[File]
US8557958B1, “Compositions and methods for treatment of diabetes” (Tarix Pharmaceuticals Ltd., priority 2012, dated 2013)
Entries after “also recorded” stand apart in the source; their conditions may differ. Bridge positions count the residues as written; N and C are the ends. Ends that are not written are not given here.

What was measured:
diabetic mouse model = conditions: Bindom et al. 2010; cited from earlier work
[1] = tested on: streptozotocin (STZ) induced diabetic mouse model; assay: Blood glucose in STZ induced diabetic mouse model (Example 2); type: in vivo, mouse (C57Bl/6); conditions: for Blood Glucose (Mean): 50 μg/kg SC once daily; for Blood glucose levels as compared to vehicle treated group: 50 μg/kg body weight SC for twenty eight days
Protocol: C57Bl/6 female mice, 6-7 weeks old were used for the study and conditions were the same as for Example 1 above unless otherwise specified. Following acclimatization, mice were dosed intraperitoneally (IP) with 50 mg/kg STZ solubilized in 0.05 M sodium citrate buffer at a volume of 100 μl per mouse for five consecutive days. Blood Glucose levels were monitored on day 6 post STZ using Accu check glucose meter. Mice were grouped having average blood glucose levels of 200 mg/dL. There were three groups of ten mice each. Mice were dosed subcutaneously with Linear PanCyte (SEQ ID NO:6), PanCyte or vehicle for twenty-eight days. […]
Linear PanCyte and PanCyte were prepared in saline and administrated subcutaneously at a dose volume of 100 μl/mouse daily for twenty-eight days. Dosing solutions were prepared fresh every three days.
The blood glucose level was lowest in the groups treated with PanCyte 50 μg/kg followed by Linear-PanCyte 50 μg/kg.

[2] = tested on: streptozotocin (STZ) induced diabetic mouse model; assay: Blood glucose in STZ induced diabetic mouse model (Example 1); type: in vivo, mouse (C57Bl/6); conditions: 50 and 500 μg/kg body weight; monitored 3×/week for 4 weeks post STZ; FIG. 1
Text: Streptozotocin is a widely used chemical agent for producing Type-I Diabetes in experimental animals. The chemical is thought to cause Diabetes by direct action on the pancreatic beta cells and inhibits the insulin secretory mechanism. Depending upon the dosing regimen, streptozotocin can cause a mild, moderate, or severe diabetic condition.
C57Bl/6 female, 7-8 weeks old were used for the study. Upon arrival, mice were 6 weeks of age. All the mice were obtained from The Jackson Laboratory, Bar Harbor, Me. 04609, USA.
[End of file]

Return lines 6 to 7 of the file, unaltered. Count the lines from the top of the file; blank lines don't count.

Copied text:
Protocol: C57Bl/6 female mice, 6-7 weeks old were used for the study and conditions were the same as for Example 1 above unless otherwise specified. Following acclimatization, mice were dosed intraperitoneally (IP) with 50 mg/kg STZ solubilized in 0.05 M sodium citrate buffer at a volume of 100 μl per mouse for five consecutive days. Blood Glucose levels were monitored on day 6 post STZ using Accu check glucose meter. Mice were grouped having average blood glucose levels of 200 mg/dL. There were three groups of ten mice each. Mice were dosed subcutaneously with Linear PanCyte (SEQ ID NO:6), PanCyte or vehicle for twenty-eight days. […]
Linear PanCyte and PanCyte were prepared in saline and administrated subcutaneously at a dose volume of 100 μl/mouse daily for twenty-eight days. Dosing solutions were prepared fresh every three days.